Allergies to a variety of foods—notably nuts and wheat—as well as food preferences, such as vegetarianism, are becoming more common. Some allergies are so severe that even breathing in the aroma of the food (e.g. peanut butter) can be life threatening to allergic children and adults.
Food preferences can also have far-reaching effects in this era of prepared foods. Gelatin, an animal product, is an ingredient in many yogurt brands, and lard is found in some muffin mixes.
Nutritional concerns also affect the food we serve at the center. Our menus are developed using guidelines from the Children’s Nutrition Council. We serve a well-balanced variety of kid-friendly foods. Because of this, we believe that occasional birthday treats or other less “healthful” food choices are appropriate in our programs. The “Birthdays” Purple Page has information about how we celebrate at the center.
Gretchen’s House wants to make reasonable efforts to accommodate all special food needs and preferences. Because we are a group setting, this policy requires cooperation from all parents. The list below details our practices and expectations for families regarding food from home. Our goal is to keep meal preparations practical while respecting individual differences and keeping all children safe. We appreciate your help toward achieving this goal.
If a comparably priced, easily found substitution for a menu item is available, it may be purchased for the entire center. For example, a center with a vegetarian child may buy only muffin mixes containing vegetable (rather than animal) fat, rather than giving the vegetarian child a different snack.
Food preferences will be accommodated on a child-by-child basis if a comparably priced, easily found substitution is not available. For example, a vegetarian child may be given tomato sauce without meat on spaghetti, or the center may purchase soy hot dogs for vegetarian children when turkey dogs are served.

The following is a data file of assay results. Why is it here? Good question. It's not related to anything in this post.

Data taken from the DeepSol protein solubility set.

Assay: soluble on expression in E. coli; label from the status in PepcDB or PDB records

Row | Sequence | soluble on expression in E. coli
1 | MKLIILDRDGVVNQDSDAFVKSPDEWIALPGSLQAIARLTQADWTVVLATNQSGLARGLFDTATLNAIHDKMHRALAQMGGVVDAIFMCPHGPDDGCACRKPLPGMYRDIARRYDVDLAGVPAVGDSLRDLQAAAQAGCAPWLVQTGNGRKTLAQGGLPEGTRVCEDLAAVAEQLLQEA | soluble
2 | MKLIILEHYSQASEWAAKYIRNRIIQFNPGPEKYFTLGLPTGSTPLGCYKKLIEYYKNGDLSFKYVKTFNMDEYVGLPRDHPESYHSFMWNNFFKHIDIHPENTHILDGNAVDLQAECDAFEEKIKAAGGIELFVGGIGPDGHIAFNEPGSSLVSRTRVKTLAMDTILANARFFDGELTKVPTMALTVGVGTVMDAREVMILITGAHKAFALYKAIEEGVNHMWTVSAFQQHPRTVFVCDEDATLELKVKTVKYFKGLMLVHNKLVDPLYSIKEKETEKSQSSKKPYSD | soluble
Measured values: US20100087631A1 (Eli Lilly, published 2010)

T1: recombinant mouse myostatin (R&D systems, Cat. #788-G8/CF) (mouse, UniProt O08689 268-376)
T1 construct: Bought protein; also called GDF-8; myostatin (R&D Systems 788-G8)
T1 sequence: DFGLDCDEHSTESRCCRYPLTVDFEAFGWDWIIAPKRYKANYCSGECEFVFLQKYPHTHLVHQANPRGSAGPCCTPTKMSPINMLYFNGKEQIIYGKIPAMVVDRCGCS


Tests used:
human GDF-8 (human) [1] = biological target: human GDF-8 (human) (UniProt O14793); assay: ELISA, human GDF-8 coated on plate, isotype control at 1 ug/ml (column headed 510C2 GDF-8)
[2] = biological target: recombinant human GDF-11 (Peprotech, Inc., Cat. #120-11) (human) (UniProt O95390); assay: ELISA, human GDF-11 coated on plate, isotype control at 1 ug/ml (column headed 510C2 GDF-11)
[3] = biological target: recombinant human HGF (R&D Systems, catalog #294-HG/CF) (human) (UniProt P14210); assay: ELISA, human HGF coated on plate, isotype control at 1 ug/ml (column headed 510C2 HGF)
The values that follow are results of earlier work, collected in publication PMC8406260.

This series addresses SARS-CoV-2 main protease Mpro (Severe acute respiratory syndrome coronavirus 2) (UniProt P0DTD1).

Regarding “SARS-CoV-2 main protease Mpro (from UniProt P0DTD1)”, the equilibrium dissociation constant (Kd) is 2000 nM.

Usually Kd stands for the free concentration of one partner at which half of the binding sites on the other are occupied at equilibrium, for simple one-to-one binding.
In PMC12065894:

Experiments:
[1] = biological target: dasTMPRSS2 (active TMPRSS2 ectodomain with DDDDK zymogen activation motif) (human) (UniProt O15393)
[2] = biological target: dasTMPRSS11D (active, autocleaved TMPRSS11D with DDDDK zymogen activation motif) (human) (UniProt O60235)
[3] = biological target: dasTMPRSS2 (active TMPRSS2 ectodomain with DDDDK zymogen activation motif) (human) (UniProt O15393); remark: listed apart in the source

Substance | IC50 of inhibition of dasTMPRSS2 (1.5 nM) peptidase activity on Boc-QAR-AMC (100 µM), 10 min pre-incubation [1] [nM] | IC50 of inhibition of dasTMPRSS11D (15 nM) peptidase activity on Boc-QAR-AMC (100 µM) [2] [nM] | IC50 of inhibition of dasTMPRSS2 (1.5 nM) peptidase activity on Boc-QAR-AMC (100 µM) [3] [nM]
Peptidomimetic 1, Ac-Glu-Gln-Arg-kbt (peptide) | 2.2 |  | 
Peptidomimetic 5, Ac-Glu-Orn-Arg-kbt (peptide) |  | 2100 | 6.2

If you have religious or lifestyle dietary restrictions, please speak with your center director and teachers about what this will mean for your child in our program.
Allergy accommodations will be made on a child-by-child basis if the condition is not severe or life threatening. For example, a child with a wheat allergy will be given alternative foods when the menu calls for wheat bread or crackers.
Allergy accommodations will be made on a room-by-room basis if the condition is life threatening. For example, in a classroom which includes a child with a severe nut allergy, no nut products will be served.
In the case of an allergy so severe that it is dangerous for the child to touch small amounts of the food or breathe in its odor, staff will take reasonable precautions outside the classroom with the understanding that complete protection is not possible.
Allergies that are a major health problem will be posted on classroom doors.
Only parents of children with food allergies may bring outside food into the center.
Teachers will prepare an appropriate birthday snack with the children in the program.
Groups using the center for parties or meetings may not bring peanut products into the center, and must remove all food and clean up all traces of food when their event is over.
When parents of children with food allergies provide alternative foods such as soy milk, lactose-free cheese, or other substitutions, these must be labeled with the child’s name and discard date.
*You may download a printable copy of our Food Allergies and Preferences policy here.